Healthcare Industry Can Learn From Other Sectors

John Commins, for HealthLeaders Media , October 12, 2009

High-performing employers that are most aggressively addressing rising healthcare costs plan to expand the use of employee health risk assessments, wellness programs, on-site biometric screening, promotion of healthy foods, and access to retail clinics.

People are uncomfortable with the idea that employers are taking a more and more aggressive role in the health of employees. How far will this go? When does the incentive turn to punishment for employees who can't meet their personal health metrics? There is an inherent friction between the rights of the individual and the legitimate concerns of the company as it tried to contain out-of-control healthcare costs.

"It is a really good point that employers have to be extremely careful with how far they go with this," Olson says. "Most employers are fairly cautious about what they do and how they structure it and they are careful that it is more inclusive than exclusive. If you got into a program and for some reason you didn't reach some goals, they encourage you to try and try again. It's about trying to change behavior and it's not easy to change behavior. To try to get people to motivated to keep trying to do the right thing."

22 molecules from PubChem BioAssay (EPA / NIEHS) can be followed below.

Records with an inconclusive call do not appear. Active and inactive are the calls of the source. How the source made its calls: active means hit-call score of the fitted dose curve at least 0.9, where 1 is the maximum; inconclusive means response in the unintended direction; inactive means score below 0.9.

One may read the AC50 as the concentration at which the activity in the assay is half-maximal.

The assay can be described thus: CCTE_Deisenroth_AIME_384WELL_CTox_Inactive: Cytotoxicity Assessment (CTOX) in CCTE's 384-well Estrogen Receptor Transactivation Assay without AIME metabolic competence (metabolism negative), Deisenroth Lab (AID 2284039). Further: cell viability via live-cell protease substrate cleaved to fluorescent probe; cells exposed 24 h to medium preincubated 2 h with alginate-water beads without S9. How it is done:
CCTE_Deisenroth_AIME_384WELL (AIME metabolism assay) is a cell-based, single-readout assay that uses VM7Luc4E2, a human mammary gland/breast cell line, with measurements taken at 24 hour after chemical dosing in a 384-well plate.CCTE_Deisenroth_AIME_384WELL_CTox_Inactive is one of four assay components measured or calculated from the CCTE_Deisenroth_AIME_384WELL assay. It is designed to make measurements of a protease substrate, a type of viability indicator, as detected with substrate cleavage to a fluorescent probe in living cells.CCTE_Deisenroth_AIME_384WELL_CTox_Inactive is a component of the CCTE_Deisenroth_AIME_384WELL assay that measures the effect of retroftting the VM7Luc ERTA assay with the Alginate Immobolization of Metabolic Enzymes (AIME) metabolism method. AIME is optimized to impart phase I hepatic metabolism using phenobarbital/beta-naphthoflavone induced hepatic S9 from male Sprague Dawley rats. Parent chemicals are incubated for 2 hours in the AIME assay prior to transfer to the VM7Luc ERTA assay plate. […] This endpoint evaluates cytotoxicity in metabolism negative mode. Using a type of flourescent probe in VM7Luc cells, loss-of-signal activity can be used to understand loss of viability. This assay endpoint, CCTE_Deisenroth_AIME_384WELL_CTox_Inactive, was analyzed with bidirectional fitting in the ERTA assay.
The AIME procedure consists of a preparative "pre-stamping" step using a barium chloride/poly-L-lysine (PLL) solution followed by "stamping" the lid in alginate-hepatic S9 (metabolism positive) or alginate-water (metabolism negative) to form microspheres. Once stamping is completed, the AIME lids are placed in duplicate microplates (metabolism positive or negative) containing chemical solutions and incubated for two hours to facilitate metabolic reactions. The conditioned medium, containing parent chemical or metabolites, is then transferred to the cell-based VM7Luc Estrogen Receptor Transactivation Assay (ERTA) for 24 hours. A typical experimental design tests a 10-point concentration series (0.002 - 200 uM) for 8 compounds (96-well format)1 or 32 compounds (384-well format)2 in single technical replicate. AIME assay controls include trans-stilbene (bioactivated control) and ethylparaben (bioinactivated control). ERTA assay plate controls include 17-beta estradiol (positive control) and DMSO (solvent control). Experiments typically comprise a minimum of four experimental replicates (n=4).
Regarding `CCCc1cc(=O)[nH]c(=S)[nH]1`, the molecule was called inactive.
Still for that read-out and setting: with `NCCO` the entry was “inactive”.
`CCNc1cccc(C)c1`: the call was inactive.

Within five years, Olson says he expects to see more aggressive biometric screenings for data on body mass, blood pressure, blood sugar, and measures for behaviors like exercise, as electronic medical records facilitate patient connectivity, all of which will bring the privacy debate to the fore. "It's a fine line. It goes back to how intrusive are employers going to be," he says. It's clear that wellness programs are not a fad. In fact, these programs will be around as long as this nation's workforce gets older, fatter, and sicker. They will become more sophisticated and more effective with each year.

It's hard to deny that the wellness movement is motivated primarily by money. So what! In this case, the profit motive of the employer is aligned with the well-being of the employee. A successful wellness program means everybody wins. Privacy concerns are legitimate, but they can be overcome. Wellness programs are an encouraging trend born of necessity.

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John Commins is a senior editor with HealthLeaders Media.

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